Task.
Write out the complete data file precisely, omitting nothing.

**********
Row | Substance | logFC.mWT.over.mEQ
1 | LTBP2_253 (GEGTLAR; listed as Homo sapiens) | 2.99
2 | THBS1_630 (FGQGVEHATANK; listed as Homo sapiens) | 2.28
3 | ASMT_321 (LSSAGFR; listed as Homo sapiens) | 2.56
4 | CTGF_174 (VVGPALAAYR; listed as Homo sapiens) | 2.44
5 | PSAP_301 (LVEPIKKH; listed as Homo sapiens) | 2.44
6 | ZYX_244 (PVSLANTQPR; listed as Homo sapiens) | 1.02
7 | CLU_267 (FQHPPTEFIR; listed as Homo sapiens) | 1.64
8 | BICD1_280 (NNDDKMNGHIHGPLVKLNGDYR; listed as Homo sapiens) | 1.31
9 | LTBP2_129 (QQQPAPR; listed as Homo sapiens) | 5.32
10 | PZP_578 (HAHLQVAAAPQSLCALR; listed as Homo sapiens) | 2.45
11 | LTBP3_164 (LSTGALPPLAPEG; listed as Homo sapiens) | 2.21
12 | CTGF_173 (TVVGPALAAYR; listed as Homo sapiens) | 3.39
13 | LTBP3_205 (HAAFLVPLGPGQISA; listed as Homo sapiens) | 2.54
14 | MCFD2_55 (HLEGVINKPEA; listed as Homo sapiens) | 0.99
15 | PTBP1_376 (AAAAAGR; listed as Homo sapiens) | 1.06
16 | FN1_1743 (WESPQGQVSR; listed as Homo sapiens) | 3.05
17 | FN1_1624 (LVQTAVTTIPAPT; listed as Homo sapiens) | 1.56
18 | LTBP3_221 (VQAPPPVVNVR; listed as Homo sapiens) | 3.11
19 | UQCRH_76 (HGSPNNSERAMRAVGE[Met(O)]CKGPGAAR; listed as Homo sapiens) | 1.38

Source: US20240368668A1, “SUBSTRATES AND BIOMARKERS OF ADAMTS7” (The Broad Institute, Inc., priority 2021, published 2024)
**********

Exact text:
Row | Substance | logFC.mWT.over.mEQ
1 | LTBP2_253 (GEGTLAR; listed as Homo sapiens) | 2.99
2 | THBS1_630 (FGQGVEHATANK; listed as Homo sapiens) | 2.28
3 | ASMT_321 (LSSAGFR; listed as Homo sapiens) | 2.56
4 | CTGF_174 (VVGPALAAYR; listed as Homo sapiens) | 2.44
5 | PSAP_301 (LVEPIKKH; listed as Homo sapiens) | 2.44
6 | ZYX_244 (PVSLANTQPR; listed as Homo sapiens) | 1.02
7 | CLU_267 (FQHPPTEFIR; listed as Homo sapiens) | 1.64
8 | BICD1_280 (NNDDKMNGHIHGPLVKLNGDYR; listed as Homo sapiens) | 1.31
9 | LTBP2_129 (QQQPAPR; listed as Homo sapiens) | 5.32
10 | PZP_578 (HAHLQVAAAPQSLCALR; listed as Homo sapiens) | 2.45
11 | LTBP3_164 (LSTGALPPLAPEG; listed as Homo sapiens) | 2.21
12 | CTGF_173 (TVVGPALAAYR; listed as Homo sapiens) | 3.39
13 | LTBP3_205 (HAAFLVPLGPGQISA; listed as Homo sapiens) | 2.54
14 | MCFD2_55 (HLEGVINKPEA; listed as Homo sapiens) | 0.99
15 | PTBP1_376 (AAAAAGR; listed as Homo sapiens) | 1.06
16 | FN1_1743 (WESPQGQVSR; listed as Homo sapiens) | 3.05
17 | FN1_1624 (LVQTAVTTIPAPT; listed as Homo sapiens) | 1.56
18 | LTBP3_221 (VQAPPPVVNVR; listed as Homo sapiens) | 3.11
19 | UQCRH_76 (HGSPNNSERAMRAVGE[Met(O)]CKGPGAAR; listed as Homo sapiens) | 1.38

Source: US20240368668A1, “SUBSTRATES AND BIOMARKERS OF ADAMTS7” (The Broad Institute, Inc., priority 2021, published 2024)